Th' hard pallet? Not because from haunt remote
Sequester'd in a dingle's bushy lap : .
'Tis Labour sav'ry makes the peasant's fare,
And works out his repose : for Ease must ask
The leave of Diligence to be enjoy'd..

O! listen not to that enchantress Ease
With seeming smile ; her palatable cup
By standing grows insipid; and beware
The bottom, for there's poison in the lees.
What health impair'd, and crowds inactive maim'd !
What daily martyrs to her sluggish cause !
Less strict devoir the Russ and Persian claim
Despotic; and as subjects long inur'd
To servile burden grow supine and tame,
So fares it with our sov'reign and her train.

What though with lure fallacious she pretend
From worldly bondage to set free, what gain
Her vot'ries ? What avails from iron chains
Exempt, if rosy fetters bind as fast?

Bestir, and answer your creation's end.
Think we that man, with vig'rous pow'r endow'd
And room to stretch, was destin'd to sit still ?
Sluggards are Nature's rebels, slight her laws,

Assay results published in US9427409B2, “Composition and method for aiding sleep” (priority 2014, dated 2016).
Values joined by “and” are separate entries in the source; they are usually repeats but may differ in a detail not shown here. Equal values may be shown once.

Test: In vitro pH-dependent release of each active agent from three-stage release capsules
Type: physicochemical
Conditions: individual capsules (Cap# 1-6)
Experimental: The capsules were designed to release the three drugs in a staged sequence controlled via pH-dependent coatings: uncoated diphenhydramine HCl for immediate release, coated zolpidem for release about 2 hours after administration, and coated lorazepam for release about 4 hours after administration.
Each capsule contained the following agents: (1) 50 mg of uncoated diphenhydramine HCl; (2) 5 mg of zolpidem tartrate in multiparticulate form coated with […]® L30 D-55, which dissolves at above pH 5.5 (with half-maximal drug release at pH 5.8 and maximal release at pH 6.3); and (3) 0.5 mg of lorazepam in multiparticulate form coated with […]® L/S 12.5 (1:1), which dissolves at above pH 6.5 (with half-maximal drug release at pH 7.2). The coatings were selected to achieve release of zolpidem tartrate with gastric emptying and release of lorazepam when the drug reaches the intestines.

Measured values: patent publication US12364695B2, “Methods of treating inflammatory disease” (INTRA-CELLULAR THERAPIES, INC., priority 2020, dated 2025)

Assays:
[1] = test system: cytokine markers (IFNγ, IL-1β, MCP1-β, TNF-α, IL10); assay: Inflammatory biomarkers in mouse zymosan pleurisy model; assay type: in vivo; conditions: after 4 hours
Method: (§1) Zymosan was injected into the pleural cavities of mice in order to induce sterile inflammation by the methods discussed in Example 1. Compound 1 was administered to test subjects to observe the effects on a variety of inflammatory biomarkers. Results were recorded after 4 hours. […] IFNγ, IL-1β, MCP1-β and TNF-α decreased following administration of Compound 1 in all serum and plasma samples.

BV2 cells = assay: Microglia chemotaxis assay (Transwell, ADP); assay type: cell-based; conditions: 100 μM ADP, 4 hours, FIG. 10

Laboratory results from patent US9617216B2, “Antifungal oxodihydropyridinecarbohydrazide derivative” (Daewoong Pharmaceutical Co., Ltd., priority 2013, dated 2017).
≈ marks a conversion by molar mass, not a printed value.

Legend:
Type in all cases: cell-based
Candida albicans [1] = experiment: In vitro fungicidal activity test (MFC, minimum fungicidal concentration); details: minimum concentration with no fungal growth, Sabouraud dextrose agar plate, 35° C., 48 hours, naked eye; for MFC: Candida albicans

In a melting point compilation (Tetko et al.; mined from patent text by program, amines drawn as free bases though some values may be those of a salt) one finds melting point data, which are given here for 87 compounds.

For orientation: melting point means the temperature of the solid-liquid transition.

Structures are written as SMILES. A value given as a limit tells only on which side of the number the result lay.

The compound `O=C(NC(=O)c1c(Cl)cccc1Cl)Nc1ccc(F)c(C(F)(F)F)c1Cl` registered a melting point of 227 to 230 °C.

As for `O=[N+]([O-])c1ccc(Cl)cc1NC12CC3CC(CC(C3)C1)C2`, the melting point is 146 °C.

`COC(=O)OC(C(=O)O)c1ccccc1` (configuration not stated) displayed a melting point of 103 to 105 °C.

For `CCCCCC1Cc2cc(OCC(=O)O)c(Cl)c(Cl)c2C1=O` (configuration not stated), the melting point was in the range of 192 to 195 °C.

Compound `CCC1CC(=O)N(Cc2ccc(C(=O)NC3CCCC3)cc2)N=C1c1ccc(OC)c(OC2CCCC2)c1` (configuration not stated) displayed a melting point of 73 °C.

Nor live up to the terms on which they hold
Their vital lease. Laborious terms and hard ;
But such the tenure of our earthly state !
Riches and fame are Industry's reward;
The nimble runner courses Fortune down,
And then he banquets, for she feeds the bold.

Think what you owe your country, what yourself.
If Splendour charm not, yet avoid the Scorn,
That treads on lowly stations. Think of soine

And thence with saucy grandeur looking down:
Think of (Reflection's stab!) the pitying friend
With shoulder shrugg‘d and sorry. Think that Time
Has golden minutes, if discreetly seiz'd.
And if some sad example, indolent,
To warn and scare be wanting—think of me.

SNEYD DAVIES.

CHAP. XX.